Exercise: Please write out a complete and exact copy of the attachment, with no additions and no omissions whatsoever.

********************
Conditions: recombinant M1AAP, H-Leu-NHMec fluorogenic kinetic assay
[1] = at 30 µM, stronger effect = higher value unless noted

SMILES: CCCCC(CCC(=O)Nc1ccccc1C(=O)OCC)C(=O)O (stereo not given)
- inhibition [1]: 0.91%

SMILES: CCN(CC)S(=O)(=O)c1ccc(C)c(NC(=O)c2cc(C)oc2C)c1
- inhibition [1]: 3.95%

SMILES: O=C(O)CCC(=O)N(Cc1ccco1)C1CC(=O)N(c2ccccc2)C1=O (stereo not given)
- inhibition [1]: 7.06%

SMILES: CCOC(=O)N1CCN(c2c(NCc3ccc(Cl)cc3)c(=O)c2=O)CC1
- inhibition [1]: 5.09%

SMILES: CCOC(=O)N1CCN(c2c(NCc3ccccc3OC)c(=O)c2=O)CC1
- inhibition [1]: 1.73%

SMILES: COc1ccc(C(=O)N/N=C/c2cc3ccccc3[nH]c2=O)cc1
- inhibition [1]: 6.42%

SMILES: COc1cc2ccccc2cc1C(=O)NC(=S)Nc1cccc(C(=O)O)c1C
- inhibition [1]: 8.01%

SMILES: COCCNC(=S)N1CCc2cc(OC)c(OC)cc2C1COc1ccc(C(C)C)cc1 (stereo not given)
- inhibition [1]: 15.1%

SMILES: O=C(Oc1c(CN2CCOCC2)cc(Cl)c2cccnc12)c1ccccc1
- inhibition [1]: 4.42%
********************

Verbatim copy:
Conditions: recombinant M1AAP, H-Leu-NHMec fluorogenic kinetic assay
[1] = at 30 µM, stronger effect = higher value unless noted

SMILES: CCCCC(CCC(=O)Nc1ccccc1C(=O)OCC)C(=O)O (stereo not given)
- inhibition [1]: 0.91%

SMILES: CCN(CC)S(=O)(=O)c1ccc(C)c(NC(=O)c2cc(C)oc2C)c1
- inhibition [1]: 3.95%

SMILES: O=C(O)CCC(=O)N(Cc1ccco1)C1CC(=O)N(c2ccccc2)C1=O (stereo not given)
- inhibition [1]: 7.06%

SMILES: CCOC(=O)N1CCN(c2c(NCc3ccc(Cl)cc3)c(=O)c2=O)CC1
- inhibition [1]: 5.09%

SMILES: CCOC(=O)N1CCN(c2c(NCc3ccccc3OC)c(=O)c2=O)CC1
- inhibition [1]: 1.73%

SMILES: COc1ccc(C(=O)N/N=C/c2cc3ccccc3[nH]c2=O)cc1
- inhibition [1]: 6.42%

SMILES: COc1cc2ccccc2cc1C(=O)NC(=S)Nc1cccc(C(=O)O)c1C
- inhibition [1]: 8.01%

SMILES: COCCNC(=S)N1CCc2cc(OC)c(OC)cc2C1COc1ccc(C(C)C)cc1 (stereo not given)
- inhibition [1]: 15.1%

SMILES: O=C(Oc1c(CN2CCOCC2)cc(Cl)c2cccnc12)c1ccccc1
- inhibition [1]: 4.42%